Kansas Wheat Conference allows farmers to weigh-in on policy
Wheat farmers from across the state will descend upon The Hotel at Old Town in Wichita on July 30-31, for the 2009 Kansas Wheat Conference. The conference, which centers on the annual meetings for both the Kansas Association of Wheat Growers and the Kansas Wheat Commission, will act as a forum for wheat producers to weigh in on key policy issues--such as the highly divisive Congressional debate over climate change that affect the Kansas wheat industry.
"EPA is moving forward with the threat of greenhouse gas regulation as the Obama administration pushes Congressional action," said Dana Peterson, producer policy specialist at Kansas Wheat. "There is yet to be a complete economic analysis of the House-passed bill; nor have we seen any details of potential input cost increases or direct benefits to farmers should the legislation pass. This analysis needs to come forward."
A recent KAWG membership survey indicated that members are concerned about the relationship of fuel and fertilizer input prices to profitability.
"We will continue to work forward through this national debate with the interests of Kansas wheat growers in the forefront," Peterson says.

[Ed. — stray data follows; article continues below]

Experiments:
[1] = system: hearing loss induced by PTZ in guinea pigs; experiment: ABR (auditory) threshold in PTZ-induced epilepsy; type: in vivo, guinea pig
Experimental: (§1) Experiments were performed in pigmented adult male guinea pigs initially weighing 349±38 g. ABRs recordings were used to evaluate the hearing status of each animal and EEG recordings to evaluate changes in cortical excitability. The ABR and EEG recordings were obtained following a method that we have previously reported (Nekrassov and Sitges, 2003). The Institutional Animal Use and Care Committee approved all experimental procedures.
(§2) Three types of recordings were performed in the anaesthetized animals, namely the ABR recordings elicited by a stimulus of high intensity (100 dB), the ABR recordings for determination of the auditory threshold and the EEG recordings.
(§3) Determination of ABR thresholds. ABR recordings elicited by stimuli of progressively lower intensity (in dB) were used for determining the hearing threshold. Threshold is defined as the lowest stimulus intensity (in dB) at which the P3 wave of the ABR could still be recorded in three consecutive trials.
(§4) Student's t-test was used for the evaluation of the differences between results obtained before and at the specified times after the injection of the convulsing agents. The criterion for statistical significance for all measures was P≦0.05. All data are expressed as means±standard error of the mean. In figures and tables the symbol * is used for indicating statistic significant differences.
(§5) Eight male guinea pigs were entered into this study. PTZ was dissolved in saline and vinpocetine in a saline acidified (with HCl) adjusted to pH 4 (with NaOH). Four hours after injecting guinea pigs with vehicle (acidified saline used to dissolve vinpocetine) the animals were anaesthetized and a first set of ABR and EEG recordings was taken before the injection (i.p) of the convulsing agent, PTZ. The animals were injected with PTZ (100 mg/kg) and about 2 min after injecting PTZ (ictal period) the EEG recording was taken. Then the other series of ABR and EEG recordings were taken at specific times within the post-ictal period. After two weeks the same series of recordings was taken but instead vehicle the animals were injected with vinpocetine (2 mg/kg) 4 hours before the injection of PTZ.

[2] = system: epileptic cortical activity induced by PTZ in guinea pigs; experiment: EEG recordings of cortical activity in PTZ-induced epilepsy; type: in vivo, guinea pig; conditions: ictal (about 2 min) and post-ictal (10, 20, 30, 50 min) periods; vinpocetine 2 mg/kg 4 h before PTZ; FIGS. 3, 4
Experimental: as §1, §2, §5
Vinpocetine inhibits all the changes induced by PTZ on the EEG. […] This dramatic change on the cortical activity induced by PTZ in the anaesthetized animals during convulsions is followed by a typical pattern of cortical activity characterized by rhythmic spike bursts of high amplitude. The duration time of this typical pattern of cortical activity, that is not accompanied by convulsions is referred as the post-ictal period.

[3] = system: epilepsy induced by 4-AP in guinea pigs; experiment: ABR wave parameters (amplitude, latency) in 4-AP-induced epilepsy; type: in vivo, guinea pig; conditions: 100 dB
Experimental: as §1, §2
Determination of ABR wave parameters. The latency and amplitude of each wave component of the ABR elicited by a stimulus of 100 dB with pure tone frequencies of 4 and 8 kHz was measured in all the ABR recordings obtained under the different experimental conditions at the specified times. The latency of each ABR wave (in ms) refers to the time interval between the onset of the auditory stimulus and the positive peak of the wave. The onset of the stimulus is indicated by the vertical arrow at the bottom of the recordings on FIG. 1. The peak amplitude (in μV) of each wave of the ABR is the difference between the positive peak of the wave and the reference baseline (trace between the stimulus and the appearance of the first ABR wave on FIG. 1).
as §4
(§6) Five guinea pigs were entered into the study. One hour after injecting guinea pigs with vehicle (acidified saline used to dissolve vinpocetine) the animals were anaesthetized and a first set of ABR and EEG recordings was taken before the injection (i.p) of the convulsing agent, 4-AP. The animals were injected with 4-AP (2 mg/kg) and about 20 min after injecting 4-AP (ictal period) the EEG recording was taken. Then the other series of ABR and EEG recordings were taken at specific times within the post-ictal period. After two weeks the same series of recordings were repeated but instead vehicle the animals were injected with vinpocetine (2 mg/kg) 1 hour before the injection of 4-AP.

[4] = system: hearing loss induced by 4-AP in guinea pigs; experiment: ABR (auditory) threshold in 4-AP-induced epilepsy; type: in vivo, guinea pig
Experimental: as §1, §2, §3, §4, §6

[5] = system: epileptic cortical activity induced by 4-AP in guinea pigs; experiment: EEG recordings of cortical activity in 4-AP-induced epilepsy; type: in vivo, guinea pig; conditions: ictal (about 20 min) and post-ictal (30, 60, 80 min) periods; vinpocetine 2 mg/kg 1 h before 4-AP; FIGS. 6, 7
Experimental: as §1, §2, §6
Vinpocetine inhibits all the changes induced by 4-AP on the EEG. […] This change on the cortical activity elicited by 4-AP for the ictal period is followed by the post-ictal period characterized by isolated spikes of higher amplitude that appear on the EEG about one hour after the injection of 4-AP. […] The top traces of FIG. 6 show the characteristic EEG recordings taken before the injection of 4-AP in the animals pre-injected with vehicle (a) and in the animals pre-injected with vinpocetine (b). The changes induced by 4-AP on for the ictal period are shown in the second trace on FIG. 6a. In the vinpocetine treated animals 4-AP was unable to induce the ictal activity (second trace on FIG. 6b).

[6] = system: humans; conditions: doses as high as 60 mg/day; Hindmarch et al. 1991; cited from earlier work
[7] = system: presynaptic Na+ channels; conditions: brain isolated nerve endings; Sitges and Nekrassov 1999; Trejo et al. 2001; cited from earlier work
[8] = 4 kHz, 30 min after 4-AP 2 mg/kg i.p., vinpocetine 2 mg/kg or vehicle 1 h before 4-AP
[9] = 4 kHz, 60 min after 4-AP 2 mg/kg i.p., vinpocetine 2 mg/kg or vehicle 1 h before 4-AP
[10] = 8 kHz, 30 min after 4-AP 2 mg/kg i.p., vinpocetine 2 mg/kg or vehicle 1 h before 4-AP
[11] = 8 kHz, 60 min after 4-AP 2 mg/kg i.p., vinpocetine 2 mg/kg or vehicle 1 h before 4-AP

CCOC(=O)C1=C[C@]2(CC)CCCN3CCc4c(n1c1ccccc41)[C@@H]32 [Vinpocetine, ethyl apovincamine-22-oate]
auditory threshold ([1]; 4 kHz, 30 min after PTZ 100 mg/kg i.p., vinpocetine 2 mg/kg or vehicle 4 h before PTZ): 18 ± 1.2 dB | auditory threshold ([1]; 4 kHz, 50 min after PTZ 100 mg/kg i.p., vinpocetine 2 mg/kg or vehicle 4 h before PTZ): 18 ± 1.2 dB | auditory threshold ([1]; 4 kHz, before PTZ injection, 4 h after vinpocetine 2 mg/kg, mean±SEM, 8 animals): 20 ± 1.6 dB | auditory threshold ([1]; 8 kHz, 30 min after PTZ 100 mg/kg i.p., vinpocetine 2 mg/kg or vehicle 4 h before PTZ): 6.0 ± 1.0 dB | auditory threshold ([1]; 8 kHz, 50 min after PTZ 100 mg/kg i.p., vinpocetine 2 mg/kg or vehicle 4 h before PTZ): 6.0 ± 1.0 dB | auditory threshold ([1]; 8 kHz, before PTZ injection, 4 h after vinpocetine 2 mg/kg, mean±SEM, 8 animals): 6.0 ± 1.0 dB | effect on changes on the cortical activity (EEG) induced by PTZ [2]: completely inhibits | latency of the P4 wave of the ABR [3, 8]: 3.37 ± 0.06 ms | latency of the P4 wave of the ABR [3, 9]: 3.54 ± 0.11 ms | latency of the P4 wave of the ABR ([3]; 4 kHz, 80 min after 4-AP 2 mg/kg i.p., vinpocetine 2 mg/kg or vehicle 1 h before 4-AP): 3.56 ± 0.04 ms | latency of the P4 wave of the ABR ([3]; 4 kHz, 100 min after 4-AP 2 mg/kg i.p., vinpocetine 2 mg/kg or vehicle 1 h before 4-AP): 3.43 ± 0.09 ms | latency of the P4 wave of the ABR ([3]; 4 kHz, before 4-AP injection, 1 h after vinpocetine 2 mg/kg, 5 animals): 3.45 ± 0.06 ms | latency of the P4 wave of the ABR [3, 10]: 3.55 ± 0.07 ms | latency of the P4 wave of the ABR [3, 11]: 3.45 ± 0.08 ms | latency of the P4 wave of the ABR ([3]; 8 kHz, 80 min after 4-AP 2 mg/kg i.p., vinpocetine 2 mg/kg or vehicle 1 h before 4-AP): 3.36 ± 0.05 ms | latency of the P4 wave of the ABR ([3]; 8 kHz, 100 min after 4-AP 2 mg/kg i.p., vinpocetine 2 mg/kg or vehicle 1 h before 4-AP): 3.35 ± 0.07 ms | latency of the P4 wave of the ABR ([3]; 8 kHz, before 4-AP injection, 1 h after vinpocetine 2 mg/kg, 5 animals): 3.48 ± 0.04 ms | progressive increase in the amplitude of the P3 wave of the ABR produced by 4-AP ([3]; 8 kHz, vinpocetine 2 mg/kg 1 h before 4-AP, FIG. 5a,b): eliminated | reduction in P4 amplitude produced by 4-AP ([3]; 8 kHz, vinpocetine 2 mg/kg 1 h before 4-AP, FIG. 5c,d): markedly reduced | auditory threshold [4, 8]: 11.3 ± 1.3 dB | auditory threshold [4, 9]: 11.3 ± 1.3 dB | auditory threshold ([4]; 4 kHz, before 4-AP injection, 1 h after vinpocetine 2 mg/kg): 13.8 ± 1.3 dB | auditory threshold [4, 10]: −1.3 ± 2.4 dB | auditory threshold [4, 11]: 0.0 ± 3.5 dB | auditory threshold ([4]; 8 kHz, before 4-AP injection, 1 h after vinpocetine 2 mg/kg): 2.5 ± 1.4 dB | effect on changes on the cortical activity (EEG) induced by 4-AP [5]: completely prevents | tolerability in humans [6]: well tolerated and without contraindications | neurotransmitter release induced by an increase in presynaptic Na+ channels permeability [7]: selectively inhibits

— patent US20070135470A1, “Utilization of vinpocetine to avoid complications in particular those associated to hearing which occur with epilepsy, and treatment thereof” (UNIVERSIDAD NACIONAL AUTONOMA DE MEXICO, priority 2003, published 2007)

While state and federal agricultural policy will take shape at the annual Kansas Wheat Conference, many other topics and presentations will help wheat farmers and industry understand the exciting future of wheat production in Kansas.
"We've got a great lineup of speakers and topics, including an address from Al Ambrose, vice president of risk management for CHS, whose topic, 'The Luckiest Generation' tells us how fortunate we are to be living in this exciting time," said Aaron Harries, director of marketing, Kansas Wheat.
According to Harries, attendees will gain a greater understanding of new technology coming to the wheat industry, plus a world wheat marketing perspective.
Following Ambrose's address, which kicks off the meeting at 1:30 p.m. on July 30, David Baltensperger, a professor in the Norman Borlaug Institute at Texas A&M will present his topic: "The Next Green Revolution in Wheat."
"It's been almost 40 years since Dr. Norman Borlaug received the Nobel Peace Prize for leading The Green Revolution with wheat. We thought it would be interesting to see if biotechnology represents the next green revolution for the crop," Harries said.
The event's keynote speaker is Vince Peterson, from U.S. Wheat Associates, who will focus on the perception of U.S. wheat farmers around the world. Also, the Kansas Wheat Distinguished Service Awards also will be presented.
A full schedule is available on the Kansas Wheat Web site, www.kansaswheat.org.
Conference co-sponsors include Kansas Wheat, Manhattan; KFSA, Hutchinson; Korol Financial Group, Derby and BASF.
Cost to attend the Kansas Wheat Conference is $80 prior to July 24; $100 thereafter and at the door. Farmers can call 1-866-75-WHEAT to reserve their seat. All meals are included; however, hotel is not. Call the Hotel at Old Town at 1-877-265-3869 for reservations.